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Accetto Chudi


by Matteo F.M. Sommaruga

The daylength was shortening and the winter was coming. Autumn, with its colourful games, was also leaving the pace to the quiet and well ordered mood of the winter. A Sunday morning I was going to pay the weekly visit to the local museums. I managed to wake up quite early, more than usual, because the weather forecast did not announce a favourable day for strolling around without an umbrella. Since I feel unsafe and annoyed when I cannot rely on both of my hands, I was accustomed, as I am nowadays, to wear an angling hat every time I felt in the need to cover my head against the rain. I had however forgotten it in my office at the bank and the purchase of an umbrella would have constituted an unnecessary expense. I proceeded cautious, pressing the soft and wet terrain to avoid to make my shoes dirtier than those of a member of the working class. Whose last members were slowly disappearing under the pressure of digital innovation and the rising costs to maintain an home in the centre of Munich. Walking along the Isar inspired me self confidence and quiet. I never felt alone even if I was acquainted to less than twenty people in a city of a million and a half. The crowd was familiar to me and I did not distrust the mob, as the common sense would have suggested in any other area of the planet. I left the Reichenbachbrücke behind me and the Deutsches Museum was getting closer. I stopped for a while. I looked at the river and at that mastodonic building that I admired so much in my youth. On a wall just close to the waterside, a graffiti was celebrating the Schickeria and the provocative actions of the local hooligans. I did not like it, but I liked even less that wall. It was not in a better shape than what I had seen in the former headquarters of the German intelligence. In both cases, those fragments of writing were testifying a decaying civilization, ready to cope with the latest drama. The audience could have waited for years, but for sure it would have been melodramatic. Suddenly the wind began to blow stronger, clouds were covering the sky. Against all my expectations, what was falling was more consistent than water, it was snowing. I was not dressed for the coldest winter and, although the humidity level in the air should have been significant, I did not find it such a strong inconvenience. On the contrary I decided to go further, in the direction of the Parliament and the Englischen Garten. I wanted to have a cake in Schwabing, in one of my favourite place that have been inaugurated during the previous months. If I could have caught a cold I really did not care. Nor would have a Vopo mesmerized by the dullness of the Wall while charged to prevent any undesired flight.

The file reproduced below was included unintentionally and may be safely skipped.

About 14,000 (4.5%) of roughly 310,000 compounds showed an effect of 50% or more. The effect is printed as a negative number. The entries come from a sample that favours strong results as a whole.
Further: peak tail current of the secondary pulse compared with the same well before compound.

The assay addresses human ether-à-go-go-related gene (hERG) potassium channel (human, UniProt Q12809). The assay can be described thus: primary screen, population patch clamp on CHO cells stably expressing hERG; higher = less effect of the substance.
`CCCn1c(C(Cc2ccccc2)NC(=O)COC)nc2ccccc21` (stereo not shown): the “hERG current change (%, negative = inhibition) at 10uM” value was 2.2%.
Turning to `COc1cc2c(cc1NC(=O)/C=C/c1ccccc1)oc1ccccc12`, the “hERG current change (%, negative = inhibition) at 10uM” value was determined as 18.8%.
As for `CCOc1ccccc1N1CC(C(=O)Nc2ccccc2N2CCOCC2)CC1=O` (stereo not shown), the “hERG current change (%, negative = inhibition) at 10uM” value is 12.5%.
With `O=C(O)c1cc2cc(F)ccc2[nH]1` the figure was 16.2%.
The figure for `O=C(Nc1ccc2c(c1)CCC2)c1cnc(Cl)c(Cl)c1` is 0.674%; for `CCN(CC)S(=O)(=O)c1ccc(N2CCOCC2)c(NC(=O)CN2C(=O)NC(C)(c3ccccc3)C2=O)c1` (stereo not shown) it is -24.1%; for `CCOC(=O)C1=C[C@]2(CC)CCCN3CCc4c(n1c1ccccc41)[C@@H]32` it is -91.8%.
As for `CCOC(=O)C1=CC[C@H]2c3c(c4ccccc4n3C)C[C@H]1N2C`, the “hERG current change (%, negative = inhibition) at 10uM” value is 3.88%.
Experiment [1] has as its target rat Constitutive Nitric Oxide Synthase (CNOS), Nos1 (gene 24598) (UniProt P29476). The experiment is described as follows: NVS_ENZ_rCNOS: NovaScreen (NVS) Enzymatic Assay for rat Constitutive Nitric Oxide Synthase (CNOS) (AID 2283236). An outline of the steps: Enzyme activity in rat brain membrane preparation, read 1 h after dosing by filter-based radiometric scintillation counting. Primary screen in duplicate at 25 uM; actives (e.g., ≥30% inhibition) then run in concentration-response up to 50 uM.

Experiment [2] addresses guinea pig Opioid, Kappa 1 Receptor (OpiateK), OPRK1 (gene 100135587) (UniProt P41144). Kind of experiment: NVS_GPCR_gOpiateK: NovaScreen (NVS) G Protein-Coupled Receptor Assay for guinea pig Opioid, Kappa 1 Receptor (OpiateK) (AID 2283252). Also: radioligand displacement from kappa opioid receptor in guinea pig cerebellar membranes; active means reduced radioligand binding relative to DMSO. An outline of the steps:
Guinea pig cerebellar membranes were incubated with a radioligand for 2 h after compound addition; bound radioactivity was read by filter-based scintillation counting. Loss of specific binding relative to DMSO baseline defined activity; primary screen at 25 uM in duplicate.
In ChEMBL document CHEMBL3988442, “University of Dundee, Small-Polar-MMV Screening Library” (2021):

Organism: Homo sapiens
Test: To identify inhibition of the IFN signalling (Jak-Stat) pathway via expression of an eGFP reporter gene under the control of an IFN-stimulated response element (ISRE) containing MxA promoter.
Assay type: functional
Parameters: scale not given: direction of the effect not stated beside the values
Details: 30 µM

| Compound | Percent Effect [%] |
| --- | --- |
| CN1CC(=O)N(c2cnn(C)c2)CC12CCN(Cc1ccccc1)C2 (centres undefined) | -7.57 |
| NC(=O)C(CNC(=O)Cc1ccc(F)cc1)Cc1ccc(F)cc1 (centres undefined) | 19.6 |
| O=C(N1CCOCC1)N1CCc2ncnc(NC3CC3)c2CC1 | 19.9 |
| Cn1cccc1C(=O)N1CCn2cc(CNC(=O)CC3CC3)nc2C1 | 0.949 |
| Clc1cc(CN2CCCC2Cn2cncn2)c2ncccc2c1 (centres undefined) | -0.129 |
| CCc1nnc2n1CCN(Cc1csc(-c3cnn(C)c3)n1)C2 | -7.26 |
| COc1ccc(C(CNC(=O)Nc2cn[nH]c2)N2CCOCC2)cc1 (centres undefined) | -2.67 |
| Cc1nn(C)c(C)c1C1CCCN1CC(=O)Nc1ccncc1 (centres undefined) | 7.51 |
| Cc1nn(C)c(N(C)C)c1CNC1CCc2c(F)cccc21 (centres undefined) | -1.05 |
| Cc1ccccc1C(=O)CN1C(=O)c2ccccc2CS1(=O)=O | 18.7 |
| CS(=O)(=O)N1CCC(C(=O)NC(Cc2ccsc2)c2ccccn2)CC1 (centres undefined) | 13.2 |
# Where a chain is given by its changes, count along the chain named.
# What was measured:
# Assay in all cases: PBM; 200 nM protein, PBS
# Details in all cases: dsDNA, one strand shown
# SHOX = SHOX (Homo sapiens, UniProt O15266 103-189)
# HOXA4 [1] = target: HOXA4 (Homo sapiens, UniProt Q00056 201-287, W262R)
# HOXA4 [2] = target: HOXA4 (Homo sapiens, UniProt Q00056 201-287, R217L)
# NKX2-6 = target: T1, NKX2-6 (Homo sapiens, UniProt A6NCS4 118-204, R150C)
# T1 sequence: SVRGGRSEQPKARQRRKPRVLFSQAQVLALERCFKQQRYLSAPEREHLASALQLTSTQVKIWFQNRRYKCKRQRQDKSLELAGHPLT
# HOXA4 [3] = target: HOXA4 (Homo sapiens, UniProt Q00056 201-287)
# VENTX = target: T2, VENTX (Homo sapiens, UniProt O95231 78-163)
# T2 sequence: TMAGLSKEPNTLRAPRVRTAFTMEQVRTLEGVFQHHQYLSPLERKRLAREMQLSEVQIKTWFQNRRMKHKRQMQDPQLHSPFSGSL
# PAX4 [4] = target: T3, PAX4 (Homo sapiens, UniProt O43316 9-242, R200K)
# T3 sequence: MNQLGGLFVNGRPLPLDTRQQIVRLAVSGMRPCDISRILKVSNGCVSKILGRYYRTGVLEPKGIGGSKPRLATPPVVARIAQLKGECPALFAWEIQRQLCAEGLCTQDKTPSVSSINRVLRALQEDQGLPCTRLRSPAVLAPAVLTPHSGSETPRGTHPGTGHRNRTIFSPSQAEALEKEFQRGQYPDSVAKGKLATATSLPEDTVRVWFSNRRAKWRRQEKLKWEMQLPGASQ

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On the other side of Berlin Wall

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